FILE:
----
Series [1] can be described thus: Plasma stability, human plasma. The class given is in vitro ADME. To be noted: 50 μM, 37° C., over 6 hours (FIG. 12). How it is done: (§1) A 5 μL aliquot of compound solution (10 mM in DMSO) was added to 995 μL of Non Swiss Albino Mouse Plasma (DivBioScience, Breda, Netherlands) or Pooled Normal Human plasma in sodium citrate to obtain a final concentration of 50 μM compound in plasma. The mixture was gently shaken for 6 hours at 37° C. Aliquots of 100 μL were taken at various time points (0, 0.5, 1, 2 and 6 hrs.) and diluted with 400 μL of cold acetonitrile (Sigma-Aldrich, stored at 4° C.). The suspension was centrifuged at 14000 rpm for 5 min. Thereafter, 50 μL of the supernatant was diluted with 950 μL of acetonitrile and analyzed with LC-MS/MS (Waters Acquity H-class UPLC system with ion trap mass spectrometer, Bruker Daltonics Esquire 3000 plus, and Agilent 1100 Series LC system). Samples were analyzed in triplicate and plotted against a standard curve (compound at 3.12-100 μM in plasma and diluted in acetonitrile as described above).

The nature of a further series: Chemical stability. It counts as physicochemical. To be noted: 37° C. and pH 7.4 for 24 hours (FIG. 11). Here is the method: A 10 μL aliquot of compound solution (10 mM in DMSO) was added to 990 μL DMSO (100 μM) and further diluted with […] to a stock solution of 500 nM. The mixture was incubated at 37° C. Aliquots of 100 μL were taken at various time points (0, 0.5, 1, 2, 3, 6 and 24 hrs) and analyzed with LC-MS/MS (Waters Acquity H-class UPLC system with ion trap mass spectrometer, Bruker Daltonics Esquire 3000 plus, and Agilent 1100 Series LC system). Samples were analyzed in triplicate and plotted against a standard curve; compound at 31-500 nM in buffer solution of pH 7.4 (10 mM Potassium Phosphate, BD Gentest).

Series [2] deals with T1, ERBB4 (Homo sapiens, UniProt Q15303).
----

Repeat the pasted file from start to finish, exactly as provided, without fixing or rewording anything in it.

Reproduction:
Series [1] can be described thus: Plasma stability, human plasma. The class given is in vitro ADME. To be noted: 50 μM, 37° C., over 6 hours (FIG. 12). How it is done: (§1) A 5 μL aliquot of compound solution (10 mM in DMSO) was added to 995 μL of Non Swiss Albino Mouse Plasma (DivBioScience, Breda, Netherlands) or Pooled Normal Human plasma in sodium citrate to obtain a final concentration of 50 μM compound in plasma. The mixture was gently shaken for 6 hours at 37° C. Aliquots of 100 μL were taken at various time points (0, 0.5, 1, 2 and 6 hrs.) and diluted with 400 μL of cold acetonitrile (Sigma-Aldrich, stored at 4° C.). The suspension was centrifuged at 14000 rpm for 5 min. Thereafter, 50 μL of the supernatant was diluted with 950 μL of acetonitrile and analyzed with LC-MS/MS (Waters Acquity H-class UPLC system with ion trap mass spectrometer, Bruker Daltonics Esquire 3000 plus, and Agilent 1100 Series LC system). Samples were analyzed in triplicate and plotted against a standard curve (compound at 3.12-100 μM in plasma and diluted in acetonitrile as described above).

The nature of a further series: Chemical stability. It counts as physicochemical. To be noted: 37° C. and pH 7.4 for 24 hours (FIG. 11). Here is the method: A 10 μL aliquot of compound solution (10 mM in DMSO) was added to 990 μL DMSO (100 μM) and further diluted with […] to a stock solution of 500 nM. The mixture was incubated at 37° C. Aliquots of 100 μL were taken at various time points (0, 0.5, 1, 2, 3, 6 and 24 hrs) and analyzed with LC-MS/MS (Waters Acquity H-class UPLC system with ion trap mass spectrometer, Bruker Daltonics Esquire 3000 plus, and Agilent 1100 Series LC system). Samples were analyzed in triplicate and plotted against a standard curve; compound at 31-500 nM in buffer solution of pH 7.4 (10 mM Potassium Phosphate, BD Gentest).

Series [2] deals with T1, ERBB4 (Homo sapiens, UniProt Q15303).